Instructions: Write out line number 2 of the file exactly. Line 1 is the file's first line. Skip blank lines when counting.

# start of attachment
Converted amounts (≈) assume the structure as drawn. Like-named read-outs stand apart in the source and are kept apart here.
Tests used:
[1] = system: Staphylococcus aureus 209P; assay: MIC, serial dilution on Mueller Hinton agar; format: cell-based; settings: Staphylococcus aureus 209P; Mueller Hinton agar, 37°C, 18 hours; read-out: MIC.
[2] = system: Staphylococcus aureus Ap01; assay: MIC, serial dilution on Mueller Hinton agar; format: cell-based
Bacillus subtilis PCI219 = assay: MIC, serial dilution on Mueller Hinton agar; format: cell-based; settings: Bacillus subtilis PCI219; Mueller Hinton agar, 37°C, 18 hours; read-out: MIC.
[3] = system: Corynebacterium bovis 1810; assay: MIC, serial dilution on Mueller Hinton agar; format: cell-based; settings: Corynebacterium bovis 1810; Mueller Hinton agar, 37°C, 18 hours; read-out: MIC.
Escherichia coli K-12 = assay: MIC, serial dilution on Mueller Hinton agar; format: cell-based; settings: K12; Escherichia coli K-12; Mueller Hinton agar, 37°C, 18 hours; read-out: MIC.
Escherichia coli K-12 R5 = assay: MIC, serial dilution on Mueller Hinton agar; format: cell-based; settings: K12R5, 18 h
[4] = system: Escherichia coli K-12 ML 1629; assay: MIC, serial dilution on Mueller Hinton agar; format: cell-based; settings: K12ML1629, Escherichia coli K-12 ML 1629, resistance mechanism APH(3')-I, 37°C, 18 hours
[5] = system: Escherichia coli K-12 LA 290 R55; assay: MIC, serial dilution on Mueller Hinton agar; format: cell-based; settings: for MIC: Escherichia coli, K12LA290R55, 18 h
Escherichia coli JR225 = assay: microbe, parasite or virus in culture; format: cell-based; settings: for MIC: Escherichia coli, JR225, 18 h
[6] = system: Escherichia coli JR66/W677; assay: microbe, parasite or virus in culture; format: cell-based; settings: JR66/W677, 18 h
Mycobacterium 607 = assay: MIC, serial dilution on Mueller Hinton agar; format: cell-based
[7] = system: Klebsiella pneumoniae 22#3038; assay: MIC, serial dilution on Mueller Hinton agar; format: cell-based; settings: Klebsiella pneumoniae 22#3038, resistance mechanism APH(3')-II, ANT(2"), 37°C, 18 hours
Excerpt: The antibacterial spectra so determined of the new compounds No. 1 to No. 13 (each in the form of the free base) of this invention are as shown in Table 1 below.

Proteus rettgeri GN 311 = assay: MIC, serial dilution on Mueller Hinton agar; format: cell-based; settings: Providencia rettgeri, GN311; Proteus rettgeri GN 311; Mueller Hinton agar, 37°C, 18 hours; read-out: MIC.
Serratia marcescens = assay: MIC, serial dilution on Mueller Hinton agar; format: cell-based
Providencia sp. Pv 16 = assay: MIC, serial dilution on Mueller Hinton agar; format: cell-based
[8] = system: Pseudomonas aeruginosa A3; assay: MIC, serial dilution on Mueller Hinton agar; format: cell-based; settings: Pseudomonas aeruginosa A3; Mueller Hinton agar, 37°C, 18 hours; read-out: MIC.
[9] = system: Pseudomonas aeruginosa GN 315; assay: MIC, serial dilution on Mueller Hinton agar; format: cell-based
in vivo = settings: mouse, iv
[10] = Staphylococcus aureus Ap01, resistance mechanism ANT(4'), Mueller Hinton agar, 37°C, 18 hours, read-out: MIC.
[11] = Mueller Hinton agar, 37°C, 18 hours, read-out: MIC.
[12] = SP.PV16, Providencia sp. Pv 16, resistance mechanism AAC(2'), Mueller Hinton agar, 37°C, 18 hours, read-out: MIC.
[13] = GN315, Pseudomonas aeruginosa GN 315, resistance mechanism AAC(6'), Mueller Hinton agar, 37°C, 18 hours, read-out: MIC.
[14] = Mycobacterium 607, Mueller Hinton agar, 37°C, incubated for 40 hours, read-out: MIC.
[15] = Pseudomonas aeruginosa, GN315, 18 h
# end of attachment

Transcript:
Tests used: